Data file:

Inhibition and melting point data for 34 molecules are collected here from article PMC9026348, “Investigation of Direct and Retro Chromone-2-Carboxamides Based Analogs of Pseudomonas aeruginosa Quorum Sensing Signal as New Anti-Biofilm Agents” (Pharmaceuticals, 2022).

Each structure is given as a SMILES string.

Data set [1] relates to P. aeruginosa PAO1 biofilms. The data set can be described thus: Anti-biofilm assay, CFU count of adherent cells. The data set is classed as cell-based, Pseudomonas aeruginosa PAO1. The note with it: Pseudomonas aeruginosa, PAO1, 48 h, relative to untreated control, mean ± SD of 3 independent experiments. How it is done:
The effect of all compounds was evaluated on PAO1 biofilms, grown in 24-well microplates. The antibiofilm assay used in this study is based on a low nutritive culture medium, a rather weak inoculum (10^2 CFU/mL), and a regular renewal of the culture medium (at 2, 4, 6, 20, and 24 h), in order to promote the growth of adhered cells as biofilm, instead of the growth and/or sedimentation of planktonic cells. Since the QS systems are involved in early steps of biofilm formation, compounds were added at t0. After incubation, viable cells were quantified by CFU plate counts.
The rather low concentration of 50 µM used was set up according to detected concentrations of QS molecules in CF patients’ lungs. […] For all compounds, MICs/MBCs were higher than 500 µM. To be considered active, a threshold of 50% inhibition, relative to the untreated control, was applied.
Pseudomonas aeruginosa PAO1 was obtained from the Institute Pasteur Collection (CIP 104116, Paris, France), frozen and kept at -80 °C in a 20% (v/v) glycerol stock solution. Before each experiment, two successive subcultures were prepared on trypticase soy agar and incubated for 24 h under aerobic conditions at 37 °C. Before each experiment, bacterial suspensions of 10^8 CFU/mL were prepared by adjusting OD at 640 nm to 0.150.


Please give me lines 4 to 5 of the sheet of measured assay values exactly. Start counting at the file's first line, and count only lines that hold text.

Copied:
The effect of all compounds was evaluated on PAO1 biofilms, grown in 24-well microplates. The antibiofilm assay used in this study is based on a low nutritive culture medium, a rather weak inoculum (10^2 CFU/mL), and a regular renewal of the culture medium (at 2, 4, 6, 20, and 24 h), in order to promote the growth of adhered cells as biofilm, instead of the growth and/or sedimentation of planktonic cells. Since the QS systems are involved in early steps of biofilm formation, compounds were added at t0. After incubation, viable cells were quantified by CFU plate counts.
The rather low concentration of 50 µM used was set up according to detected concentrations of QS molecules in CF patients’ lungs. […] For all compounds, MICs/MBCs were higher than 500 µM. To be considered active, a threshold of 50% inhibition, relative to the untreated control, was applied.